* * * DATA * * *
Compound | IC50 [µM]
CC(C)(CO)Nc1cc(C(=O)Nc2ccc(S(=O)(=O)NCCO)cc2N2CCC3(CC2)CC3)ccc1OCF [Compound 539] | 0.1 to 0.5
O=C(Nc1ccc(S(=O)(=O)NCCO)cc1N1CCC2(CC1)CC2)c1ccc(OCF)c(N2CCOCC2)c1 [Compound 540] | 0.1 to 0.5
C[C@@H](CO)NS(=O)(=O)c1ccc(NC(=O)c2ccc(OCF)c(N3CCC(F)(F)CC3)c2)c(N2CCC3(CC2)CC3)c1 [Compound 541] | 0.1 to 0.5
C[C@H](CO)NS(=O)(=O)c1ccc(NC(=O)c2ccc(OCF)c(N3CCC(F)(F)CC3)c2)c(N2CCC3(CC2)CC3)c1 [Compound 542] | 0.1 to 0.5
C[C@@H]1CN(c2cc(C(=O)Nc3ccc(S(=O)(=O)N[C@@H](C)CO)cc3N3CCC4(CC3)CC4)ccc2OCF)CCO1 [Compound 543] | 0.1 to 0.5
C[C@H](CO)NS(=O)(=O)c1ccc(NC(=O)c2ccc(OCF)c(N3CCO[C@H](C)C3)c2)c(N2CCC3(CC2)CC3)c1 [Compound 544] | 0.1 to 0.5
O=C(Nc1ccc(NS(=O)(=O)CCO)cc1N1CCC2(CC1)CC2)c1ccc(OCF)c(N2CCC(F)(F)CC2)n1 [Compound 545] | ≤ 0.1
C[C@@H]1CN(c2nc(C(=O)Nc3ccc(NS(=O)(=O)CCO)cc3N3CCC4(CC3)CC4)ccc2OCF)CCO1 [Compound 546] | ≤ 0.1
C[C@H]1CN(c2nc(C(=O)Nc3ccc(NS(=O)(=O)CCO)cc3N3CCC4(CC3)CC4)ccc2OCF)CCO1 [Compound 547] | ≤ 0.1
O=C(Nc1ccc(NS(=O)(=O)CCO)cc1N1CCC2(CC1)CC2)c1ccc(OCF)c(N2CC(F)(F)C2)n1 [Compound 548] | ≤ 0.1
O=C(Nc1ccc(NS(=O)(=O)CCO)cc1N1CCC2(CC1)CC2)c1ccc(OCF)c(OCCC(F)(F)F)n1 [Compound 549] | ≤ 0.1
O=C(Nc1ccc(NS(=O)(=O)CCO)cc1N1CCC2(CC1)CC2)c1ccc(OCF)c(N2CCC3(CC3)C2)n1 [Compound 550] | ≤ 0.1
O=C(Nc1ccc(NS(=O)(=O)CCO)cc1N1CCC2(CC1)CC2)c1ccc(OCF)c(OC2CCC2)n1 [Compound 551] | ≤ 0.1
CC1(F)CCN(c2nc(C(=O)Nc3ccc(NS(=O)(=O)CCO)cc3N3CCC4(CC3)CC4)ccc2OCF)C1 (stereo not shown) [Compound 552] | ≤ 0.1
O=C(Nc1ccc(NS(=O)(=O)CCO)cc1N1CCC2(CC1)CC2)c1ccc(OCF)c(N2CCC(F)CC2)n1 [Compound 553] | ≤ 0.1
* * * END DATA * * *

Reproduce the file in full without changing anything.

Compound | IC50 [µM]
CC(C)(CO)Nc1cc(C(=O)Nc2ccc(S(=O)(=O)NCCO)cc2N2CCC3(CC2)CC3)ccc1OCF [Compound 539] | 0.1 to 0.5
O=C(Nc1ccc(S(=O)(=O)NCCO)cc1N1CCC2(CC1)CC2)c1ccc(OCF)c(N2CCOCC2)c1 [Compound 540] | 0.1 to 0.5
C[C@@H](CO)NS(=O)(=O)c1ccc(NC(=O)c2ccc(OCF)c(N3CCC(F)(F)CC3)c2)c(N2CCC3(CC2)CC3)c1 [Compound 541] | 0.1 to 0.5
C[C@H](CO)NS(=O)(=O)c1ccc(NC(=O)c2ccc(OCF)c(N3CCC(F)(F)CC3)c2)c(N2CCC3(CC2)CC3)c1 [Compound 542] | 0.1 to 0.5
C[C@@H]1CN(c2cc(C(=O)Nc3ccc(S(=O)(=O)N[C@@H](C)CO)cc3N3CCC4(CC3)CC4)ccc2OCF)CCO1 [Compound 543] | 0.1 to 0.5
C[C@H](CO)NS(=O)(=O)c1ccc(NC(=O)c2ccc(OCF)c(N3CCO[C@H](C)C3)c2)c(N2CCC3(CC2)CC3)c1 [Compound 544] | 0.1 to 0.5
O=C(Nc1ccc(NS(=O)(=O)CCO)cc1N1CCC2(CC1)CC2)c1ccc(OCF)c(N2CCC(F)(F)CC2)n1 [Compound 545] | ≤ 0.1
C[C@@H]1CN(c2nc(C(=O)Nc3ccc(NS(=O)(=O)CCO)cc3N3CCC4(CC3)CC4)ccc2OCF)CCO1 [Compound 546] | ≤ 0.1
C[C@H]1CN(c2nc(C(=O)Nc3ccc(NS(=O)(=O)CCO)cc3N3CCC4(CC3)CC4)ccc2OCF)CCO1 [Compound 547] | ≤ 0.1
O=C(Nc1ccc(NS(=O)(=O)CCO)cc1N1CCC2(CC1)CC2)c1ccc(OCF)c(N2CC(F)(F)C2)n1 [Compound 548] | ≤ 0.1
O=C(Nc1ccc(NS(=O)(=O)CCO)cc1N1CCC2(CC1)CC2)c1ccc(OCF)c(OCCC(F)(F)F)n1 [Compound 549] | ≤ 0.1
O=C(Nc1ccc(NS(=O)(=O)CCO)cc1N1CCC2(CC1)CC2)c1ccc(OCF)c(N2CCC3(CC3)C2)n1 [Compound 550] | ≤ 0.1
O=C(Nc1ccc(NS(=O)(=O)CCO)cc1N1CCC2(CC1)CC2)c1ccc(OCF)c(OC2CCC2)n1 [Compound 551] | ≤ 0.1
CC1(F)CCN(c2nc(C(=O)Nc3ccc(NS(=O)(=O)CCO)cc3N3CCC4(CC3)CC4)ccc2OCF)C1 (stereo not shown) [Compound 552] | ≤ 0.1
O=C(Nc1ccc(NS(=O)(=O)CCO)cc1N1CCC2(CC1)CC2)c1ccc(OCF)c(N2CCC(F)CC2)n1 [Compound 553] | ≤ 0.1